rot-resistant that a chestnut post might last 50 years or more. However, that species was killed off by the Chestnut Blight a few years before I was born, so we had to use Black Locust. Big locust trees were felled with a two-man saw, and cut into post-length logs; these were split by maul-driven wedges. Posts made from the
heartwood of an old locust tree would last as long as 30 years.
Post holes were dug with a shovel and a "post digger," a heavy steel bar with a digging blade on one end and a tamping flange on the other. It was essential that the posts be set in a perfectly straight line; if they were not, the tension of the fence wire would make them tilt, the wire would loosen, and
enterprising animals could then get through. We used barbed wire most of the time; it was difficult and somewhat dangerous to work with, but less expensive than woven wire. Posts at the corners of fields had to be braced in both directions, and those near ditches or other low places had to be anchored with large rocks to keep
them from being pulled out of the ground.
After a fence was completed, an area of a few feet on each side of it was kept mowed with a scythe to prevent trees and briars from growing into it and damaging the wires. This gave the network of fences and lanes around a farm a tidy, orderly look. I suppose this had a psychological effect on me as a
child; I thought the whole world could be tidy and well-ordered if people would just take pride in maintaining it.
Things change. Everyone knows this; but few know that a pattern is involved. Change rarely, if ever, occurs suddenly; usually it proceeds at what scientists call an exponential rate. It begins slowly, and nobody notices; and it picks up speed so gradually that by the time we realize anything is different,
it is going like the proverbial snowball.
After the war in the 1940s, old locust trees were becoming rare and permanent, long-lasting fences became more expensive to build and maintain. Farmers began to turn to electric fences, which needed only one wire and fewer posts, and which could be set up quickly or moved as needed. The conservation
movement was encouraging farmers to use hedgerows instead of fences (one disastrous result of this was the introduction of Multiflora Rose, which was brought into the country for use as a "living fence," but refused to stay in the hedgerows and now is a noxious pest in fields everywhere). Gradually, the orderly pattern of a
self-sufficient family farm permanently divided into fields for specific uses by neatly maintained fences and country lanes was lost. And as the post-war baby boom developed, people increasingly traded the culture based on a family farm for a suburban lifestyle.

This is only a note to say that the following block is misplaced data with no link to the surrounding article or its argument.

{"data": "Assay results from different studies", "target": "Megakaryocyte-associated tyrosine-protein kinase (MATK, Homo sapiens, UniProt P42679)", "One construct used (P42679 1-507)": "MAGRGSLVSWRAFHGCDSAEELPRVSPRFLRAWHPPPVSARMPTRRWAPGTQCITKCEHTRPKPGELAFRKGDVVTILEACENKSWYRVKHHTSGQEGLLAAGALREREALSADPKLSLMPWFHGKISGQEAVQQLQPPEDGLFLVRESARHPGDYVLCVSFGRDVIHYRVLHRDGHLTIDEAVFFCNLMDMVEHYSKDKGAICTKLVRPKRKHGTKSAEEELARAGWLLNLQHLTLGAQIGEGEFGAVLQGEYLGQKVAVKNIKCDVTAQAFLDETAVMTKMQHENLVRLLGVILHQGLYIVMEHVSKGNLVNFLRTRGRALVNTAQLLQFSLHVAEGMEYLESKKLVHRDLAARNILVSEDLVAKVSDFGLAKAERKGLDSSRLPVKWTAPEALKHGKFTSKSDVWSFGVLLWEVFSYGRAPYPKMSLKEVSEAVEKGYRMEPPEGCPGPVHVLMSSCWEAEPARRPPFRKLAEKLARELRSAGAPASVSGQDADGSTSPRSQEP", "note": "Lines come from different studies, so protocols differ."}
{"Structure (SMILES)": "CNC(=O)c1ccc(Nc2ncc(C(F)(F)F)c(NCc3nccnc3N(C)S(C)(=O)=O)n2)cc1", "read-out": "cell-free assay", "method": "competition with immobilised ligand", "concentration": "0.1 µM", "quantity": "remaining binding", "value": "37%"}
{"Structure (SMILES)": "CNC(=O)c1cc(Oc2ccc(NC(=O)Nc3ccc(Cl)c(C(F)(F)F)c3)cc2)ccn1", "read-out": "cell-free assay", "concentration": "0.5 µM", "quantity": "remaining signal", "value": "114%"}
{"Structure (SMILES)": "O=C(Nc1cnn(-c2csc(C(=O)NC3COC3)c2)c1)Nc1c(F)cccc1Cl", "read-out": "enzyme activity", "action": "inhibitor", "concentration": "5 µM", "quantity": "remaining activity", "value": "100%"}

There was a brief period when this change was ecologically beneficial. In the 1960s and 70s, farms that were no longer in use began to grow back into forests. Wildlife populations, especially deer, began to grow at the exponential rate mentioned above, and many endangered species were afforded a reprieve
on their march toward extinction. But the juggernaut of exponential growth applied also to the human population and the suburbs where they chose to live. Here and there a new house appeared in what had once been a hayfield; we scarcely noticed. Then suddenly it appeared that they were everywhere, as former farmland was
subdivided into building lots. If an example of exponential growth is needed, count the number of new houses built within five miles of the center of any small town in Frederick County in the last 15 years and compare it to the number built in the previous century.
As some former farmland is converted to housing developments, the remainder is being converted to a different kind of farming (also at an exponential rate). Increasingly, cattle are kept in feedlots instead of grazing in pastures. Small fields, once worked by hand or by horse-drawn machines, are being
merged together for large-scale single-crop agriculture. The fences and lanes that once controlled the ebb and flow of country life are now a hindrance to "progress;" those that have not fallen into decay are being ripped up, and with them go the hedgerows that have provided shelter for wildlife.
In and of themselves, perhaps fences and country lanes are no longer important; perhaps they are just a nostalgic reminder of an overly romanticized past. Perhaps. But it also may be that their passing is a warning of the exponential rate at which the environment is being degraded. If this is so, we will
ignore it at our peril.
Read other articles by Bill Meredith